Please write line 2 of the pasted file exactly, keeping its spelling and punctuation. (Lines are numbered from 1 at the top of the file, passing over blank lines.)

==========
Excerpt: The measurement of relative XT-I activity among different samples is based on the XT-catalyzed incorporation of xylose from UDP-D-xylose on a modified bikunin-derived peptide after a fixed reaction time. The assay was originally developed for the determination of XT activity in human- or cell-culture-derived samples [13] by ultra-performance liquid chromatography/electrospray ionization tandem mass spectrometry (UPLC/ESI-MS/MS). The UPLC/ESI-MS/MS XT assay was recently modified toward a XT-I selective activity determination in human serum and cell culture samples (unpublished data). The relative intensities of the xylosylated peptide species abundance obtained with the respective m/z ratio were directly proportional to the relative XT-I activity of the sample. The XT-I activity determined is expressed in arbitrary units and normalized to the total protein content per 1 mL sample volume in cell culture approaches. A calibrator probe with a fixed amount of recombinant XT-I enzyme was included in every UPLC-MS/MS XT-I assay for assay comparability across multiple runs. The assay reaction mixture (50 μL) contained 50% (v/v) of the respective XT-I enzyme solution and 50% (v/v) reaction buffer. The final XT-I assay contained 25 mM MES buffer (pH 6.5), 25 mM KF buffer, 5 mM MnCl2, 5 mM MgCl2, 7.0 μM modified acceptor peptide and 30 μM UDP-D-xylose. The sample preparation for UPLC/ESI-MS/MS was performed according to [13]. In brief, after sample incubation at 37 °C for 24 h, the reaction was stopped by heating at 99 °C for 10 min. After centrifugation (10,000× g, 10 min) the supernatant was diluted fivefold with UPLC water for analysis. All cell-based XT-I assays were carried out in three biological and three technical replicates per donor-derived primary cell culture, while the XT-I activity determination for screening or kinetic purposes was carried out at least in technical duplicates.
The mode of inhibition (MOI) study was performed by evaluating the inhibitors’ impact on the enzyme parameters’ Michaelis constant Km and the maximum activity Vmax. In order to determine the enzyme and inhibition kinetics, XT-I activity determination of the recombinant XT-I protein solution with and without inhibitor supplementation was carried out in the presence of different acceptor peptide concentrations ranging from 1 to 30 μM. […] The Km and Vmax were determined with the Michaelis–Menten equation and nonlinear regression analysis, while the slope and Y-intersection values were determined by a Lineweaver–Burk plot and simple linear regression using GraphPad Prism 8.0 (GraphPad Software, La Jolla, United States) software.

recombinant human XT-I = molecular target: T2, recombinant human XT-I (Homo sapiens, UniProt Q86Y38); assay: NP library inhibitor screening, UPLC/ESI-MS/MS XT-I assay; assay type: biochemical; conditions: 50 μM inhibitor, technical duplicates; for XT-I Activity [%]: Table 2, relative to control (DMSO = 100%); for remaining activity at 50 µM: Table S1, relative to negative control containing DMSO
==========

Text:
The mode of inhibition (MOI) study was performed by evaluating the inhibitors’ impact on the enzyme parameters’ Michaelis constant Km and the maximum activity Vmax. In order to determine the enzyme and inhibition kinetics, XT-I activity determination of the recombinant XT-I protein solution with and without inhibitor supplementation was carried out in the presence of different acceptor peptide concentrations ranging from 1 to 30 μM. […] The Km and Vmax were determined with the Michaelis–Menten equation and nonlinear regression analysis, while the slope and Y-intersection values were determined by a Lineweaver–Burk plot and simple linear regression using GraphPad Prism 8.0 (GraphPad Software, La Jolla, United States) software.